Arriving ten years after Konami's seminal Metal Gear Solid, 2008's Metal Gear Solid 4: Guns of the Patriots for the Sony PlayStation 3 was to be Solid Snake's final mission, as well as (once again) the last Metal Gear helmed by Hideo Kojima. Kojima, having expressed his desire to step back after Metal Gear Solid 3: Snake Eater, had already assigned Shuyo Murata, writer and director of Zone of the Enders: The 2nd Runner, to succeed him as director of MGS4, but, supposedly acceding to demands of both fans and crew, Kojima decided to return after all to direct alongside Murata, and the end result was a work permeated with the sense and soul of the series's original creator.
Picking up several years after Metal Gear Solid 2: Sons of Liberty, Guns of the Patriots finally put players back in the role of Solid Snake for the entire game. But it would not be the Solid Snake that players had been anticipating. An early piece of promotional artwork depicting a slew of returning characters, including Raiden with sword in one hand and his other arm cradling a baby, had given fans some idea of what to look forward to in the all-encompassing magnum opus. Solid Snake, front and center, resembled his gruff and bearded MGS2 self. By the time the first trailer debuted, however, Kojima Productions had evidently gone in a different direction. Snake was now an old man sporting a questionable mustache. He was not too worn to kick ass, but his deteriorating condition added a sad angle to his return.
If Snake looked a little worse for wear, at least players could still be excited by the transition to a new generation of console hardware. After two installments on the PS2, Metal Gear was ready to take advantage of the power of the PS3 by delivering a gorgeous game that also broke significantly from the past in its mechanics.
Like Snake Eater before it, Guns of the Patriots introduced a number of annoying and largely extraneous new systems, although they were integrated more organically this time around. Though heavily promoted during pre-release, the new camouflage system again saw little practical use for most of the game. Removing the need to go into a menu and continually select different camo patterns, Snake's "OctoCamo" suit, like an octopus, could take on the color and texture of the surfaces that it touched. Again, I found little use for it and mostly ignored it, but at least, when Snake did adopt new camo, it happened dynamically with little thought on my part. The new "Psyche" gauge was similar to but a little more obtrusive than the MGS3 stamina system, since you could not as easily hunt and hoard supplies to keep it steady. Its hindering effects manifested with greater frequency than in MGS3, but it was still just an occasional irritation that would be dealt with as needed with items. The "Threat Ring," functionally comparable to the radar from Portable Ops, surrounded Snake only when he was crouching or prone and warned players when enemies were close.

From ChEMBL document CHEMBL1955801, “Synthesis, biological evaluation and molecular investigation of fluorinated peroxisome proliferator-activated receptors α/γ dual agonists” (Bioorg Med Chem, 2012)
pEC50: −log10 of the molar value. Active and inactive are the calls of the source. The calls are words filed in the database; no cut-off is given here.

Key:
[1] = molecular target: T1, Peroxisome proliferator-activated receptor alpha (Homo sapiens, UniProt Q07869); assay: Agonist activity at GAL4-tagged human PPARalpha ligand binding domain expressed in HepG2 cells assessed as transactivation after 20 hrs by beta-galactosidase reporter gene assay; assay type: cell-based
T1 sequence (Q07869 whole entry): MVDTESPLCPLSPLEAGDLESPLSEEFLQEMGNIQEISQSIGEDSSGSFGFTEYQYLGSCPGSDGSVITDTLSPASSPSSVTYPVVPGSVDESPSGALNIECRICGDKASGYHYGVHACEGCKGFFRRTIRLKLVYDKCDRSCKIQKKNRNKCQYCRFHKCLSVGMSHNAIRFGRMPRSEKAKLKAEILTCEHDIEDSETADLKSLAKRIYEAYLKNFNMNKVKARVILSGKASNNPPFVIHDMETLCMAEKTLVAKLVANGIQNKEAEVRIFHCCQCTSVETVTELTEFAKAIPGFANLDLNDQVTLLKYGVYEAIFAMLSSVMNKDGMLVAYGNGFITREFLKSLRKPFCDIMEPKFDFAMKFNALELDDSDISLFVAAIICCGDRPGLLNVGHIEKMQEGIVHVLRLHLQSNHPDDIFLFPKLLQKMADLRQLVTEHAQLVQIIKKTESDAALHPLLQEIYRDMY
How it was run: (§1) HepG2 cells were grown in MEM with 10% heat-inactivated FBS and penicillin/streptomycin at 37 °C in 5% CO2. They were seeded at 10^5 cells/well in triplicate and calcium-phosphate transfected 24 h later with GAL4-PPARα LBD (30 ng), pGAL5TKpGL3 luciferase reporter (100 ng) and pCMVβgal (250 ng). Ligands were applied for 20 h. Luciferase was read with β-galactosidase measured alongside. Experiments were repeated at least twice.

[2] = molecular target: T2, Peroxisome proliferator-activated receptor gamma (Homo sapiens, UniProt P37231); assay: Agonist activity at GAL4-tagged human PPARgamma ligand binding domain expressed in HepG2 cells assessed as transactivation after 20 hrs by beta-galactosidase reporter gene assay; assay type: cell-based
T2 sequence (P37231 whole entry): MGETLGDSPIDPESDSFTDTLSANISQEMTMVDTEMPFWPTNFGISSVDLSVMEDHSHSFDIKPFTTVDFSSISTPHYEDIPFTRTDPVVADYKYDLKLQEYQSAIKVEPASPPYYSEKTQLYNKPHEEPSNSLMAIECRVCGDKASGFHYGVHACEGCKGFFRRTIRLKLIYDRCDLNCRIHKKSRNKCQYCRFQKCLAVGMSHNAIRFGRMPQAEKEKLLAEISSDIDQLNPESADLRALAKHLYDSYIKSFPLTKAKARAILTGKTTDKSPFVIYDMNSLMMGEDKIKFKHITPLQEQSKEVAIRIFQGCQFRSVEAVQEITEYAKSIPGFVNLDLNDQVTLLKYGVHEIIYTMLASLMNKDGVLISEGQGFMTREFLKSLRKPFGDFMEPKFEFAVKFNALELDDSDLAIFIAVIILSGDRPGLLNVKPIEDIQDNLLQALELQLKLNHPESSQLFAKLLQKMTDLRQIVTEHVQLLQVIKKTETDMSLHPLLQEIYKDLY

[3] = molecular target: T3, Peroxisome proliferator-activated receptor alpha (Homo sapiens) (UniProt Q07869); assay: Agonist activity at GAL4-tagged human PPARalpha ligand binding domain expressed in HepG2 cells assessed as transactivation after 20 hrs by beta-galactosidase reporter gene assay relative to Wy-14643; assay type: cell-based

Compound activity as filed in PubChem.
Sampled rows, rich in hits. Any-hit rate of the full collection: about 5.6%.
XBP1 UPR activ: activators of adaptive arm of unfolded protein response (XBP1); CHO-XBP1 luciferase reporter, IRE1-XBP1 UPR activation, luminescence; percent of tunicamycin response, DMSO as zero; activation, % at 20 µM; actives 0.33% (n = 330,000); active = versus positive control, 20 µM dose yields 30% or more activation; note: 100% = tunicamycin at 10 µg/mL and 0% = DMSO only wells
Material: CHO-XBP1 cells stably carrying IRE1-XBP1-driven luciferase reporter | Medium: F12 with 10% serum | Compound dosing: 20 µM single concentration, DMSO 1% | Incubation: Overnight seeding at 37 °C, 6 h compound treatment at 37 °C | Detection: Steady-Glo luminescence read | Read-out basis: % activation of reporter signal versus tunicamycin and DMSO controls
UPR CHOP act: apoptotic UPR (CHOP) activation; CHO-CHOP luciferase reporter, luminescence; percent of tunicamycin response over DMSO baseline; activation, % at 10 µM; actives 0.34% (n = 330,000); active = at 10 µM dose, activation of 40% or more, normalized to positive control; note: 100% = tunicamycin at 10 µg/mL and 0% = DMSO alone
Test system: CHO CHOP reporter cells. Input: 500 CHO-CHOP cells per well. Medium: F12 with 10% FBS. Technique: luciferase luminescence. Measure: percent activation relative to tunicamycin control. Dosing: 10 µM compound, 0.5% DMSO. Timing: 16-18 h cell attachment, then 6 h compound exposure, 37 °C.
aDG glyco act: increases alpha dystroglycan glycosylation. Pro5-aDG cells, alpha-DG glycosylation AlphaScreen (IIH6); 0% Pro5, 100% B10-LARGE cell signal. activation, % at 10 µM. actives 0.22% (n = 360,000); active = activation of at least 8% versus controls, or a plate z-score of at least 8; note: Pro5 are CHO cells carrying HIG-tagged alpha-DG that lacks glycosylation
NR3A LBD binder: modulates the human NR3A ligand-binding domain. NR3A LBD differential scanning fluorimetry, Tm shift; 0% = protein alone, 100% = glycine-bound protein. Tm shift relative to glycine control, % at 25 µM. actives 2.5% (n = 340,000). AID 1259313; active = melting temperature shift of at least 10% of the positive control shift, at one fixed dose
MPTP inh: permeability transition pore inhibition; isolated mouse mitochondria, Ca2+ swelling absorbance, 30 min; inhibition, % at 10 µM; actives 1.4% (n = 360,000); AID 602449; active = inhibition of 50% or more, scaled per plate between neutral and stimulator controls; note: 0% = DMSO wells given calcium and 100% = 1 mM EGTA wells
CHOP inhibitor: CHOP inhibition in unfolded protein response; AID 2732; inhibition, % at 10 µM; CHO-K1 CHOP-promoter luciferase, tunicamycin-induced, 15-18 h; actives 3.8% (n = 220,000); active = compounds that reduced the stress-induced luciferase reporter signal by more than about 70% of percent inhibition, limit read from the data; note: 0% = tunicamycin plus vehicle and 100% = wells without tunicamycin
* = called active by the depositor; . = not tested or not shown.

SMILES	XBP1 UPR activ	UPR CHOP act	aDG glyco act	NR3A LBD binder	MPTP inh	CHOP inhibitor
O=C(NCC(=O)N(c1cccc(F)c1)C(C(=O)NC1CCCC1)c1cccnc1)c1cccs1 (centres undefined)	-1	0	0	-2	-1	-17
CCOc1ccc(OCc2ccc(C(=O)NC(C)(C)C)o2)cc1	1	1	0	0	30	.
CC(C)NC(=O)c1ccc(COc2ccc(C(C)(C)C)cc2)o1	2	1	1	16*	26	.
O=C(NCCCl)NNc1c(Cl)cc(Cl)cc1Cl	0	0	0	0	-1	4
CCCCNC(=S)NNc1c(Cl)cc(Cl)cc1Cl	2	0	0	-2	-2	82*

The truly drastic changes came at the more basic level. The controls were completely overhauled. Although I had found the old Metal Gear Solid controls to be highly functional once picked up, they had, even by the time of Snake Eater, begun to feel outdated and clunky, with key functions spread across too many buttons. For Guns of the Patriots, Kojima Productions took some inspiration from Western-developed shooters, placing the fire button on the shoulder for a more natural pistol grip feel. Combined with a camera that built upon Subsistence's third-person view, adding an over-the-shoulder angle and the ability to move in first-person, the new controls allowed players to approach parts of the game almost like a third-person shooter.